The arts is one of many industries that has suffered disproportionately as a result of the COVID-19 pandemic but it is also the industry that we turn to to distract, comfort and guide us in times of hardship. In the first panel of our webinar series, three experts working in the arts in Australia and Indonesia will explore the impact of COVID-19 on arts communities, the ways in which their projects have adapted and their hopes for how the industry will look a year from now.
The CAUSINDY Online Arts Panel was held on June 10, 2020. Missed the panel? Listen to the webinar recording on demand on the CAUSINDY Spotify page.
Annette Shun Wah
Annette Shun Wah is a writer, broadcaster, producer, theatre-maker and artistic director. During an extensive career that ranges across radio, television, publishing and theatre, her work has always been about the exploration of ideas through the arts – such as music through The Noise and Studio 22, or experimental arts and film like Eat Carpet and Imagine. As an actor she was nominated for an AFI award for her supporting role in Clara Law’s feature film Floating Life, and as a writer she has contributed to anthologies such as Growing up Asian in Australia edited by Alice Pung and Grandma Magic edited by Janet Hutchinson. She also co-authored the award-winning Banquet – Ten Courses to Harmony, exploring the ways in which the Chinese integrated into Australian society through food. In 2020 she was appointed Artistic Director of OzAsia Festival, Australia’s leading contemporary arts festival engaging with Asia, produced by the Adelaide Festival Centre.
Arahmaiani Feisal is a leading figure in the contemporary art scene in Indonesia, working in performance, painting, drawing, installation, video, poetry, dance and music. She was one of the artists of the Indonesia National Pavilion at the 50th Venice Biennale (2003). Her work has grappled with contemporary politics, violence, critique of capital, the female body and in recent years her own identity, which although Muslim, still mediates between Islamic, Hindu, Buddhist, and animist beliefs. She often uses her public presence in order to attract attention to violence in general, and violence against women or female discrimination in Indonesia’s Islamic society in particular. Since September 11, she was combined her critical attitude toward Islam with a fight against its general stigmatization. Since 2010 she has been working with Tibetan monks in Tibet Plateau dealing with environmental issues, in addition to communities of artists, activists, academics in various places across the world, and also the religious Islamic boarding school community in Indonesia.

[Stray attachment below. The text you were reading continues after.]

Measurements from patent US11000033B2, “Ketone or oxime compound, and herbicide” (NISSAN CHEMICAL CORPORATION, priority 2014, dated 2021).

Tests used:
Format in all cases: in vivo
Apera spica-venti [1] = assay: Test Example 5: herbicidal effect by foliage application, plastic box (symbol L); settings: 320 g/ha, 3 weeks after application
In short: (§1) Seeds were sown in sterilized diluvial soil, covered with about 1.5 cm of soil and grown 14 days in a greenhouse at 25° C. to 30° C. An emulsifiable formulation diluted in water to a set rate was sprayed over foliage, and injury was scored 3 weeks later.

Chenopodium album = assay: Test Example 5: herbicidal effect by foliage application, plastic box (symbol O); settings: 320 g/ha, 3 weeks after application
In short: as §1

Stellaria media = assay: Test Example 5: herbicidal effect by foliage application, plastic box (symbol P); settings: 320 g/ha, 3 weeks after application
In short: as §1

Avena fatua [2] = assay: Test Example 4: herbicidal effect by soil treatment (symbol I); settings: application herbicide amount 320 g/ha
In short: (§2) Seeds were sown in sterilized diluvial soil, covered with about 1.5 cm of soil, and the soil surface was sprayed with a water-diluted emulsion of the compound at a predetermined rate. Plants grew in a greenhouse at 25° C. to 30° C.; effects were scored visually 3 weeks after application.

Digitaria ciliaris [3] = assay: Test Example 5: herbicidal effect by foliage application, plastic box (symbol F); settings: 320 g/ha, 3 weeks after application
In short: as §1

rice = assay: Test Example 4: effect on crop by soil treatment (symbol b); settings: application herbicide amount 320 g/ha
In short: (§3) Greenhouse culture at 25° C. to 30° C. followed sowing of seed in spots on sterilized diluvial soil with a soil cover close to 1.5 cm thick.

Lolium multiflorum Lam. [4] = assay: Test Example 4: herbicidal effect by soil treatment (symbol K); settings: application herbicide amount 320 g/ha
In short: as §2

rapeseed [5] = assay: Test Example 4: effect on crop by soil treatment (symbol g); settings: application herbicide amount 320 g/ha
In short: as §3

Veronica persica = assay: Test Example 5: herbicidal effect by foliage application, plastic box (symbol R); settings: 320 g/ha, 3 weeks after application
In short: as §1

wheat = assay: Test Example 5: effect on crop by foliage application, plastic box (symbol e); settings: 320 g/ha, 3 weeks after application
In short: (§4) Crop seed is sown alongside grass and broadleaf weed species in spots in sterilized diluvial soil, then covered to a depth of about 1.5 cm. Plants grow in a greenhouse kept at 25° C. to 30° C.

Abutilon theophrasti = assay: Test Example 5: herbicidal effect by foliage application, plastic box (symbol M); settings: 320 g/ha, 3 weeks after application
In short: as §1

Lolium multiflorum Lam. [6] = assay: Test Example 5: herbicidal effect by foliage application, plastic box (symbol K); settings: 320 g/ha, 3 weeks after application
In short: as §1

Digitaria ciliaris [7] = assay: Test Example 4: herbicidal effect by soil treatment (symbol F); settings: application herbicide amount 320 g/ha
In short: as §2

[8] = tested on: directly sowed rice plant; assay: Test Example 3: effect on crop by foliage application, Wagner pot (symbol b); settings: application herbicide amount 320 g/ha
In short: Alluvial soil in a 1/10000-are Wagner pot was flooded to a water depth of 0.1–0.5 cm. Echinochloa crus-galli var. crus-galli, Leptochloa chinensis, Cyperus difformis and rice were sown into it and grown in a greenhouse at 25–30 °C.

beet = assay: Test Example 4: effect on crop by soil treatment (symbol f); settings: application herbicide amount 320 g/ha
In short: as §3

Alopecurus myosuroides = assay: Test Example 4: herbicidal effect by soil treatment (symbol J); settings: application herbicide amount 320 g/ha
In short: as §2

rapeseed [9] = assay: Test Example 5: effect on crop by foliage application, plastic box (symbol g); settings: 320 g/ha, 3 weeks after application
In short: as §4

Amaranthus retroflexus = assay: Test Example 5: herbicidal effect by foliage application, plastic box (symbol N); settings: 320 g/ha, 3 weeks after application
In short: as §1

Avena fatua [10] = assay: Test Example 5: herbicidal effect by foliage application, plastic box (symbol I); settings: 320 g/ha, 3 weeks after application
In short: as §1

Rani Pramesti was born and raised in Jakarta until the fall of the Soeharto dictatorship. For the past ten years, Rani has made Kulin Country (so-called Melbourne) her home. She is an independent storyteller and facilitator, an intercultural producer and an advocate for a more just and equitable arts sector. Rani is also the Program Producer at Theatre Network Australia, facilitating the Victorian Independent Producers Initiative. In 2019, Rani P Collaborations was commissioned by Diversity Arts Australia to create CreativesofColour.com, an online platform showcasing creative people of colour. In 2020, Creatives of Colour has become an online gathering space for creative people of colour to connect, skill-up and support one another through COVID-19, white supremacy and beyond! On Instagram @ranipnews and @creativesofcolourau, and online at ranip.com.au.